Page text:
Do You Have To Replace Your Wall if It Gets a Hole?
Have you ever had a door swing so hard that its handle punched a hole in the wall? Perhaps it happened when your child threw a heavy object at it. Whatever it may be, there are countless ways you can fix the hole without having to replace your wall.
In this brief, we have included the best dry wall repair ideas so your wall can go back to being perfect and unscathed in no time. So, without any further ado, let’s dive right in!
HOW TO REPAIR A HOLE IN THE WALL
The first thing to consider before repairing a hole in the wall is its size. If the hole is smaller than six inches, all you will need is a putty knife, sandpaper, and dry wall compound. But if the hole is larger than that, you will have to get more stuff to repair it — this includes a piece of dry wall, razor knife, dry wall compound, dry wall mesh tape, and a piece of plywood.
Getting these ingredients is not the difficult part, but repairing the hole can be tricky especially if you’re not familiar with DIY projects. That’s exactly why we’re here. Follow these steps if you’ve got a hole in your wall so you won’t have to replace it.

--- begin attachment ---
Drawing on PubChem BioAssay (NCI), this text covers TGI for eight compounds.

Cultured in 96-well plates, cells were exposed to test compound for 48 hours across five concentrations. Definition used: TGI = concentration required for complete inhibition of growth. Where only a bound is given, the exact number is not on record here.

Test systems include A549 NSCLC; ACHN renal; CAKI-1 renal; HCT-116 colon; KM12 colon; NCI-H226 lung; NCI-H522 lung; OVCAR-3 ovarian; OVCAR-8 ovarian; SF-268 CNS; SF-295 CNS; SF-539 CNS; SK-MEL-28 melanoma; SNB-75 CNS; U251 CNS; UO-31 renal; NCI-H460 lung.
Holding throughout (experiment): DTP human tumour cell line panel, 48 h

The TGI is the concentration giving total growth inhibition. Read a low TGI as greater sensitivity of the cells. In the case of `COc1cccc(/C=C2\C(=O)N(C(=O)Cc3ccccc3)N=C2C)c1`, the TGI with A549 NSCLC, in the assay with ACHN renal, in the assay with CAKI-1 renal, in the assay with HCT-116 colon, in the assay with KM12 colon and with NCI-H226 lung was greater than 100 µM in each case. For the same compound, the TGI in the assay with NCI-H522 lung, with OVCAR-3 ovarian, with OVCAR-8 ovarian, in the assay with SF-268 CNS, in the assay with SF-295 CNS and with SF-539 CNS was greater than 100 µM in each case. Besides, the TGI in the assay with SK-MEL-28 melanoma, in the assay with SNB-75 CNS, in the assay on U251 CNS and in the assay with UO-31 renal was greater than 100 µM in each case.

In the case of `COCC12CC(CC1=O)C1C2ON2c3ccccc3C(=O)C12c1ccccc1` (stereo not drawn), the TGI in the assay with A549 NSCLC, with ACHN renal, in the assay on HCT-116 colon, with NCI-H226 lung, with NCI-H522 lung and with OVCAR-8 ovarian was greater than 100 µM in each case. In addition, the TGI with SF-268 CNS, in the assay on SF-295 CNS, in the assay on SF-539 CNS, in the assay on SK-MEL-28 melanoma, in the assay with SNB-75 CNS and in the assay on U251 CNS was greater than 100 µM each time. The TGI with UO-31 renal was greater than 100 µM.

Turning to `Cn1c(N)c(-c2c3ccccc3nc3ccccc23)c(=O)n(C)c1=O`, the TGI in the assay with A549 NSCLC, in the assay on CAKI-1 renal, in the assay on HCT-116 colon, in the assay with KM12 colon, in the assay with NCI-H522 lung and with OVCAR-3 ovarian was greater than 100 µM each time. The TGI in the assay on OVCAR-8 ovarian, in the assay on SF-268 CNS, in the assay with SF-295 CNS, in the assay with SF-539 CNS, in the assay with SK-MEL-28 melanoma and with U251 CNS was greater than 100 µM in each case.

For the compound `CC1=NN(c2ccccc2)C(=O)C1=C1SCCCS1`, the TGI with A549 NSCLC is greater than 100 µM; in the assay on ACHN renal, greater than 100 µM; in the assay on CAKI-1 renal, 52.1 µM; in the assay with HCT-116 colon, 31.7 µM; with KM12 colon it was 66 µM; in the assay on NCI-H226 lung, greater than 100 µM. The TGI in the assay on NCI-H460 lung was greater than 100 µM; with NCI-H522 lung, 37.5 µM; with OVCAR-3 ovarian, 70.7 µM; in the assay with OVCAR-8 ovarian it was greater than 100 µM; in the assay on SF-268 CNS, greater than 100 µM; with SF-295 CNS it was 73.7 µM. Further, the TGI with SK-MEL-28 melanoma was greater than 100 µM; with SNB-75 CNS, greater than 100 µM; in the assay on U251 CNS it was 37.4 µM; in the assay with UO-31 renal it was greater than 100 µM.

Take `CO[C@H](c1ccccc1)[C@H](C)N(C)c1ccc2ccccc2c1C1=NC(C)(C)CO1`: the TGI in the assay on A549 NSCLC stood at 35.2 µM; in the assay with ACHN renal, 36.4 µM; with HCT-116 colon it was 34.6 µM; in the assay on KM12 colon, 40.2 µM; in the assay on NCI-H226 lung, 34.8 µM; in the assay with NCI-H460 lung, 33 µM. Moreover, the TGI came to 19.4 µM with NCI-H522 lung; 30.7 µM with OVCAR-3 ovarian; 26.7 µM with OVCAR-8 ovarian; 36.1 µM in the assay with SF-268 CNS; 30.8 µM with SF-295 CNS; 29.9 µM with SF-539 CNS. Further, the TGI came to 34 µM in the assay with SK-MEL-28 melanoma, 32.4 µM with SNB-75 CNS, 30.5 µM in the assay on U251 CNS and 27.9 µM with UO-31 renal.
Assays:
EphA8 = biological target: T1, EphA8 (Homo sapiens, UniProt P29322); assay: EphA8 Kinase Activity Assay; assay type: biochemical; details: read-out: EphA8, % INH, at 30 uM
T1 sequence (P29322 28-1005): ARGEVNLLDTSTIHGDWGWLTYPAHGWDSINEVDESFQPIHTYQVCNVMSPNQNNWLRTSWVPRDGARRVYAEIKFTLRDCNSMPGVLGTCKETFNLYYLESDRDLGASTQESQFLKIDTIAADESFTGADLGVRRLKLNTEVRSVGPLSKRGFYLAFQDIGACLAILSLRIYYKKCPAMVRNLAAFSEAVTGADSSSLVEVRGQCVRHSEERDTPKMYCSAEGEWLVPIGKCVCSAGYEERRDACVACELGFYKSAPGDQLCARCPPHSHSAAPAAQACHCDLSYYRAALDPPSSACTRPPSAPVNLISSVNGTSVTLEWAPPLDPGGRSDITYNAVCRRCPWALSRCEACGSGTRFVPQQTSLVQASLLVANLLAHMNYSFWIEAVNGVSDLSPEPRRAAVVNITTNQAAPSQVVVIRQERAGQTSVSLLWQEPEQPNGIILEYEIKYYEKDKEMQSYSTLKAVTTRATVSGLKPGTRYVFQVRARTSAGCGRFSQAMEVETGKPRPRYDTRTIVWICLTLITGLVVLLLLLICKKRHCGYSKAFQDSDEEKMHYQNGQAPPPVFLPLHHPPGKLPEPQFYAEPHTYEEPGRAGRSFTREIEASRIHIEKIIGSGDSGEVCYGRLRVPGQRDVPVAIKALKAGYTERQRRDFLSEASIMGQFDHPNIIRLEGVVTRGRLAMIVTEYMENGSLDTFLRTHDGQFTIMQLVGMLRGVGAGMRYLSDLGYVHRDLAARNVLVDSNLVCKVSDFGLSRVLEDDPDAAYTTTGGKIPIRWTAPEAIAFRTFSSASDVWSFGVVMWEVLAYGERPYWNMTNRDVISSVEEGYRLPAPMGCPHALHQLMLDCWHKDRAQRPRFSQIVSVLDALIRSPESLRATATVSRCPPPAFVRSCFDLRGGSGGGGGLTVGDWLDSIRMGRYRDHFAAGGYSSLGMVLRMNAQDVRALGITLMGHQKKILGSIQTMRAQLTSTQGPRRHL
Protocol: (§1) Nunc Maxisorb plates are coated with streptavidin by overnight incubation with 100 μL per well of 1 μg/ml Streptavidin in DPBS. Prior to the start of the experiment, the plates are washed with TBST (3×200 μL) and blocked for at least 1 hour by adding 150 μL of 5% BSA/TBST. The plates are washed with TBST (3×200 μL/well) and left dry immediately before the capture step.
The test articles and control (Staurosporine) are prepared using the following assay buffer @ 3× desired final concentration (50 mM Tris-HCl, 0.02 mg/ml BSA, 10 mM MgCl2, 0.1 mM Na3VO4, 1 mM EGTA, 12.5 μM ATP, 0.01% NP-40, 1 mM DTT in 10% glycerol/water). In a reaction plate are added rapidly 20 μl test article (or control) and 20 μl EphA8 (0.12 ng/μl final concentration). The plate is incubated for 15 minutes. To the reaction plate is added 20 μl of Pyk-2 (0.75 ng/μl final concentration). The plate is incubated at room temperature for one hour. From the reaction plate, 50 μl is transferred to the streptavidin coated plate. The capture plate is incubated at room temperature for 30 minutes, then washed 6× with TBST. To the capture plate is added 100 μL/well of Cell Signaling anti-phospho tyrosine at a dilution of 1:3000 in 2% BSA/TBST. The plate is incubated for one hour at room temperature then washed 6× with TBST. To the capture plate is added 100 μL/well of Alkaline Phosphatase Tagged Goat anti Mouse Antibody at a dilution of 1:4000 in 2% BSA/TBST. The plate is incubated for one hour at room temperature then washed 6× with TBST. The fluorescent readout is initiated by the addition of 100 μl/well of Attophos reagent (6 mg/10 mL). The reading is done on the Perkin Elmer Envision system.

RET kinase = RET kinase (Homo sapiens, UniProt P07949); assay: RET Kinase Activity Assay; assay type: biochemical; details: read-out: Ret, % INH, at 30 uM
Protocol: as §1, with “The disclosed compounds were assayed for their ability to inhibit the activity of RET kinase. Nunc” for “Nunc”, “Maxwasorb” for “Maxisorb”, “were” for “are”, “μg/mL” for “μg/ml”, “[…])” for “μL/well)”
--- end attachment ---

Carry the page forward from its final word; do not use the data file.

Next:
Clean the edges
Before diving into the process, you must clean the edges of the hole to get rid of any debris such as surface paper or gypsum. To do this, you can either sand down the rough edges using sandpaper or even use a utility knife. Whichever way you do it, make sure the edges of the hole are flat.
Fill the hole
If the hole has a six-inch diameter or more, you should apply a dry wall compound around it. After this, take some paper joint tape and place two pieces of it in a cross-shaped pattern. Make sure to apply the compound over the first piece of tape before putting it on the second one.
Apply joint compound
Once you’re done with the second step, it’s time to put the joint compound all over the paper. Spread it to cover the entire area and even beyond the edges of the hole. Once it has dried, sand down the area using sandpaper or a dry wall sanding sponge. Keep applying thin layers of joint compound until all there is left is a smooth patch over where there used to be a hole.
Paint the area
By the time you reach the third step, most of the difficult part is over. But painting over the patch is still extremely crucial if you want your wall to look the way it used to before the unfortunate incident. Make sure the paint you buy is the exact same shade as the rest of the wall, or you might end up with a weird patch instead of just a hole.
We hope this blog gave you the instructions you needed to fix that hole instead of getting the wall replaced. So, have you ever ended up with a hole in the wall? Let us know in the comments.